Still We March

The day before the Jonas storm dumped 26.8 inches of snow on New York City, tens of thousands descended upon Washington, D.C., as they have since the Supreme Court’s terrible Roe v. Wade decision in 1973. They were there to witness to the world, to the president and all lawmakers, of the value of human life, from conception to natural death.

We in the Diocese of Brooklyn have a long and storied history with the March for Life, stemming back to the heroic work by saintly men like Msgr. Philip J. Reilly, founder of the Helpers of God’s Precious Infants, and a former faculty member of Cathedral Prep Seminary in Elmhurst.

We are told that the majority of people in the nation are against the slaughter of the infant in the womb by abortion, and that many politicians are changing their opinions to the pro-life side. Perhaps, for many, the revelation of the horrific actions of Planned Parenthood in the wholesale trade of the body parts of aborted children this past summer was just the wake-up call they needed.

Some have begun to question the necessity of the annual March for Life in Washington, D.C. Some say it is a Catholic youth rally, led by seminaries and religious orders, Catholic high schools, colleges and universities. Some say that people committed to pro-life causes could best spend the day fasting, sacrificing and praying in a spirit of repentance and atonement. Others suggest that the day could best be spent by praying peacefully outside a local abortion mill. And, yes, these are all good, noble actions! But they do not mean that the March for Life is ineffective or unnecessary in this new millennium.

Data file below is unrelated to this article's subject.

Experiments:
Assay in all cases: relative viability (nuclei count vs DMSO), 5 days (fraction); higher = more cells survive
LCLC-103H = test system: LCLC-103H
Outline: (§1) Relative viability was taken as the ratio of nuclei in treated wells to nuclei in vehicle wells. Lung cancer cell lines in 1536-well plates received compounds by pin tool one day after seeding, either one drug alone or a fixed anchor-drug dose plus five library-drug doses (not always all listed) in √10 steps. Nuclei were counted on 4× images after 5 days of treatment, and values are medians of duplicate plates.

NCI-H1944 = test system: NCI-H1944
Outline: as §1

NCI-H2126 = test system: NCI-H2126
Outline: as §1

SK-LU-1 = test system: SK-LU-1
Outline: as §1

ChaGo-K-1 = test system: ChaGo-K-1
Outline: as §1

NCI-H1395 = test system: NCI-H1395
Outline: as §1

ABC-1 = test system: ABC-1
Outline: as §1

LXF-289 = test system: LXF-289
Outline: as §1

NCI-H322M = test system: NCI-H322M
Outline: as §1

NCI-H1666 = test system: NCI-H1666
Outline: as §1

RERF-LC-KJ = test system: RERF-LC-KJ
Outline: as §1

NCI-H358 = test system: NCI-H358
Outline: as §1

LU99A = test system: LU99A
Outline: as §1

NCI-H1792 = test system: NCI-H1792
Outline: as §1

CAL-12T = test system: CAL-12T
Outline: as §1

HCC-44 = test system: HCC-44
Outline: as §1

The March for Life is essential because it is the one time that the nation – and indeed the world – sees a united front of the American people standing up against the horrors of abortion. Catholics, Protestants, Jews, Orthodox Christians, Muslims, those who worship in Eastern Religions, and even those who have no faith, but recognize the insanity of legal abortion, all come together and, as one, stand for the truth.

U.S. Rep. Randy Hultgren, R-Ill., stated: “We’re here with thousands and thousands of people marching to protect life, to make sure that we recognize the value of every single life. We’ve been doing this for 40 years because we believe one day we will have leaders and a society that again embraces the value of all of life.”

The day we stop participating in the March for Life is the day that there are no more abortions in the United States. Until that time, keep gathering in January, and the rest of the year keep praying, sacrificing, lobbying, educating, caring for the living victims of abortion, the mothers and fathers.

The March for Life is still very much necessary!